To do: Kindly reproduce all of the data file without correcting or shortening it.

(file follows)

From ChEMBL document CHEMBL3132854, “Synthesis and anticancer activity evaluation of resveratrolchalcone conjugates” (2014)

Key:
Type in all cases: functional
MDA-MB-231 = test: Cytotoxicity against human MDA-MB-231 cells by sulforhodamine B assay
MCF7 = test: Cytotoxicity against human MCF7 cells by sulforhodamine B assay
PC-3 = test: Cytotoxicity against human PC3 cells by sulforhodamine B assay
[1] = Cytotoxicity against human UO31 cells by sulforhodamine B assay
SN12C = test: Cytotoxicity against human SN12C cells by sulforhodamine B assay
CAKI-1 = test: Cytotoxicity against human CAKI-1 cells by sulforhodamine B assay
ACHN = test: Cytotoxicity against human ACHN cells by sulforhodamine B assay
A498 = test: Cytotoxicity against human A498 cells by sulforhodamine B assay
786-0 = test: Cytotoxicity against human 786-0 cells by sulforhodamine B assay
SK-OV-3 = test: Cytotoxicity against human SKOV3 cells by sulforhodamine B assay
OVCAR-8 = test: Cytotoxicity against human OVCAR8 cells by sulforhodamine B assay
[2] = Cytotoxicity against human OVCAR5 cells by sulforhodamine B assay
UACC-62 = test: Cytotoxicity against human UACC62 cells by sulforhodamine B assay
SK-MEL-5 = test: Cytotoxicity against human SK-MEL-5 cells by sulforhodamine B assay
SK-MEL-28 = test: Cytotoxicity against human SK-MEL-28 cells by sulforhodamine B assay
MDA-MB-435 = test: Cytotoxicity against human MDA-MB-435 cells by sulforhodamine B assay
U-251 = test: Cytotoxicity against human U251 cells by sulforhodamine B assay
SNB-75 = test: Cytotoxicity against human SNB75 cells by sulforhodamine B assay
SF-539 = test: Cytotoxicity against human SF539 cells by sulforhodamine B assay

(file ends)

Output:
From ChEMBL document CHEMBL3132854, “Synthesis and anticancer activity evaluation of resveratrolchalcone conjugates” (2014)

Key:
Type in all cases: functional
MDA-MB-231 = test: Cytotoxicity against human MDA-MB-231 cells by sulforhodamine B assay
MCF7 = test: Cytotoxicity against human MCF7 cells by sulforhodamine B assay
PC-3 = test: Cytotoxicity against human PC3 cells by sulforhodamine B assay
[1] = Cytotoxicity against human UO31 cells by sulforhodamine B assay
SN12C = test: Cytotoxicity against human SN12C cells by sulforhodamine B assay
CAKI-1 = test: Cytotoxicity against human CAKI-1 cells by sulforhodamine B assay
ACHN = test: Cytotoxicity against human ACHN cells by sulforhodamine B assay
A498 = test: Cytotoxicity against human A498 cells by sulforhodamine B assay
786-0 = test: Cytotoxicity against human 786-0 cells by sulforhodamine B assay
SK-OV-3 = test: Cytotoxicity against human SKOV3 cells by sulforhodamine B assay
OVCAR-8 = test: Cytotoxicity against human OVCAR8 cells by sulforhodamine B assay
[2] = Cytotoxicity against human OVCAR5 cells by sulforhodamine B assay
UACC-62 = test: Cytotoxicity against human UACC62 cells by sulforhodamine B assay
SK-MEL-5 = test: Cytotoxicity against human SK-MEL-5 cells by sulforhodamine B assay
SK-MEL-28 = test: Cytotoxicity against human SK-MEL-28 cells by sulforhodamine B assay
MDA-MB-435 = test: Cytotoxicity against human MDA-MB-435 cells by sulforhodamine B assay
U-251 = test: Cytotoxicity against human U251 cells by sulforhodamine B assay
SNB-75 = test: Cytotoxicity against human SNB75 cells by sulforhodamine B assay
SF-539 = test: Cytotoxicity against human SF539 cells by sulforhodamine B assay